Kareem Abdul-Jabbar Refused to Give In to Migraines, and Pat Riley Refused to Take Credit for the Lakers’ Wild Game 6 Win in 1984 NBA Finals

The 1984 NBA Finals between the Boston Celtics and the Los Angeles Lakers goes down as one of the best in basketball history. It had everything. If Larry Bird vs. Magic Johnson wasn’t enough, it also had Kevin McHale vs. Kurt Rambis. It had James Worthy vs. Cedric Maxwell. Kareem Abdul-Jabbar battled through headaches and also gave the Celtics quite a few.

Abdul-Jabbar suffered those migraines throughout the series, but none were as severe as the night before Game 6. He labored throughout the game. Lakers coach Pat Riley also made a key lineup adjustment that paid dividends, although he refused to take credit for it.

Kareem Abdul-Jabbar and the Lakers desperately needed to win Game 6

Byron Scott #4 of the Los Angeles Lakers grabs a rebound against the Boston Celtics during an NBA basketball game circa 1984 at the Boston Garden in Boston, Massachusetts. | Focus on Sport/Getty Images.

If not for Gerald Henderson’s miraculous steal in Game 2 that propelled Boston to an overtime win, there’s a pretty good chance the Celtics get swept in the series. The Lakers stole Game 1 in Boston and blew out the Celtics in the first game in LA, winning Game 3, 137-104.

In Game 4, Boston trailed 76-70 in the third quarter before momentum swung in its favor after Kevin McHale clotheslined Kurt Rambis, who was heading in for a layup. The Celtics rallied for another overtime victory to even the series. The Celtics won Game 5 at home in a heat wave with game-time temperatures at 97 degrees. The game was played in the old Boston Garden that had no air conditioning, and that took its toll on the Lakers, who fell, 121-103.

According to Sports Illustrated, Abdul-Jabbar suffered his sixth migraine in two weeks in the very early hours of Sunday, June 10, 1984, the date of Game 6. That game was an afternoon contest, and it was do-or-die for the Lakers. For much of the game, it appeared “die” would win out.

The Celtics held an 11-point lead midway through the third quarter. Then the Lakers turned it up, even with their captain ailing and Magic Johnson leaving the game with a right knee injury.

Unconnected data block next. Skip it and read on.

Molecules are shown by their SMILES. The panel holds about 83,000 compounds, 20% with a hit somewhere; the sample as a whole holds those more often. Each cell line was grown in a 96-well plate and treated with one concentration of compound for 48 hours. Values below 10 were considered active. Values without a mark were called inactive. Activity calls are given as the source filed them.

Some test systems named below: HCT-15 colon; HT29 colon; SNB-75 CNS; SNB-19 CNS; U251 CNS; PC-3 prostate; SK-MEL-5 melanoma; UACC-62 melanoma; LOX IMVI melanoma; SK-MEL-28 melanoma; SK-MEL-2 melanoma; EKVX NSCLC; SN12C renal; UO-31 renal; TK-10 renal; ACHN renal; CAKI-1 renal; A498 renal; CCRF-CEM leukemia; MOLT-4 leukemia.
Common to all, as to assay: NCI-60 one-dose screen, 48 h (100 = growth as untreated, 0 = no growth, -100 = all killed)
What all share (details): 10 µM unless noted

Abdul-Jabbar’s inspiration and Byron Scott’s shooting lifted the Lakers

Before the game and after battling the migraine, Abdul-Jabbar gathered his Lakers teammates for a rare meeting. At that point, Johnson knew the captain meant business.

“That meant so much to us,” Magic said of Abdul-Jabbar, who finished with 30 points and 10 rebounds in a 119-108 victory. “When your leader has strength like that, you have to follow him.”

When Johnson left with his injury, rookie Byron Scott, who struggled throughout the series, came in and played the role of hero. Scott came on strong, finishing with 11 points in 17 minutes. He nailed a three-pointer to snap a 93-93 tie, and the Lakers took off from there.

Riley got a lot of credit for making that lineup adjustment. He said he “wasn’t making an adjustment but just groping.” Instead, he gave credit to his big center for toughing it out.

“Two trucks rolling on the top of his head wouldn’t have kept him from going to the post.”

Pat Riley on Kareem Abdul-Jabbar in 1984

Abdul-Jabbar said there was never a doubt he’d play.

“You hear a lot about Celtic pride and tradition, but we’ve got some of that here, too,” he said. “There was never any question that I was going to play; I was just going to have to be sick. I couldn’t hold my breakfast, so maybe it was vapors I played on.”

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